Affordable Access

Access to the full text

Introducing a reserve waiting list initiative for elective general surgery at a District General Hospital

Authors
  • Antoniou, Vaki1
  • Burke, Olivia2
  • Fernandes, Roland3
  • 1 Lewisham and Greenwich NHS Trust, London, UK , London
  • 2 King’s College Hospital NHS Foundation Trust, London, UK , London
  • 3 William Harvey Hospital, Ashford, UK , Ashford
Type
Published Article
Journal
BMJ Open Quality
Publisher
BMJ Publishing Group
Publication Date
Aug 19, 2019
Volume
8
Issue
3
Identifiers
DOI: 10.1136/bmjoq-2019-000745
PMID: 31523742
PMCID: PMC6711434
Source
PubMed Central
Keywords
License
Green

Abstract

Cancelled operations represent a significant burden on the National Health Service in terms of theatre efficiency, financial implications and lost training opportunities. Moreover, they carry considerable physical and psychological effects to patients and their relatives. Evidence has shown that up to 93% of cancelled operations are due to patient-related factors. An analysis at our District General Hospital revealed that approximately 18 operations are cancelled on the day of surgery each month. This equates to 27 hours of allocated operating time valued by the trust as £67 500, not being used effectively. This retrospective quality improvement report aims to reduce unused theatre time due to cancelled elective operations in general surgery theatres—thereby improving theatre efficiency and patient care. To ascertain the baseline number of cancelled operations, an initial review of theatre cases was undertaken. Further review was then completed after implementation of two improvements—a short notice surgical waiting list and fast track pre-assessment clinics. The results showed that implementation of the reserve surgical waiting list reduced unused operating time by an average of 2.25 hours per month. By further adding in the fast track preassessment clinic, these figures increased to an average of 11.5 hours over the next 3 months. This precipitated a reutilisation of otherwise wasted theatre time. Economic impact of this time amounts around £28 750 a month, after implementation of both improvements. Simple protocol changes can lead to large improvements in the efficient running of theatres. The resultant change has improved patient satisfaction, led to greater training opportunities and improved theatre efficiency. Extrapolation of our results show better usage of previously underused theatre time, to the equivalent worth of £345 000. Further implementation of these improvements in other surgical specialities and hospitals would be beneficial.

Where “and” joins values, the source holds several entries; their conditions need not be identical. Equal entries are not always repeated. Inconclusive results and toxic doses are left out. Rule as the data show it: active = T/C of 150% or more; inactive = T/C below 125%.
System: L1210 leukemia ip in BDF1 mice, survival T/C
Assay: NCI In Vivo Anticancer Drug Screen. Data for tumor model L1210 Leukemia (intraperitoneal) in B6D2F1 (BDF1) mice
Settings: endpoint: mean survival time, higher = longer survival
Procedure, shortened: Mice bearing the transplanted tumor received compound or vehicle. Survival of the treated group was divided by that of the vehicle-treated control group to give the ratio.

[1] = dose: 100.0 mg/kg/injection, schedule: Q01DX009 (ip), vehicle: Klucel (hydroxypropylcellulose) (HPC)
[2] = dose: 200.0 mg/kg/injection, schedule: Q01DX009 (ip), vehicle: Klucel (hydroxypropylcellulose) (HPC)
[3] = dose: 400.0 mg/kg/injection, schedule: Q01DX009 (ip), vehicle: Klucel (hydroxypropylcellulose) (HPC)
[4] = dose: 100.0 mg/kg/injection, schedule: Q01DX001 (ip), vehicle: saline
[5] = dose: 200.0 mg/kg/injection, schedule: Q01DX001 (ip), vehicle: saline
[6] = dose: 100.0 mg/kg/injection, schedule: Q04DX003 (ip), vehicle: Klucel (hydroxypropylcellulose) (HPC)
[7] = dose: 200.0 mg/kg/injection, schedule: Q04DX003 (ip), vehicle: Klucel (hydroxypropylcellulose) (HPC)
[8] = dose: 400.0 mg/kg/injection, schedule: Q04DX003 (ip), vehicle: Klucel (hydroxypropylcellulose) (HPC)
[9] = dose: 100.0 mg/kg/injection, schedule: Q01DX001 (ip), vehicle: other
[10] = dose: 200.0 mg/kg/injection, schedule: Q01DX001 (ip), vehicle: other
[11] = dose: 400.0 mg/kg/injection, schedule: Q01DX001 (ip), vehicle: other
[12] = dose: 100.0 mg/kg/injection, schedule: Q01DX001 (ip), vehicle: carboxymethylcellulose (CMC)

Report this publication

Statistics

Seen <100 times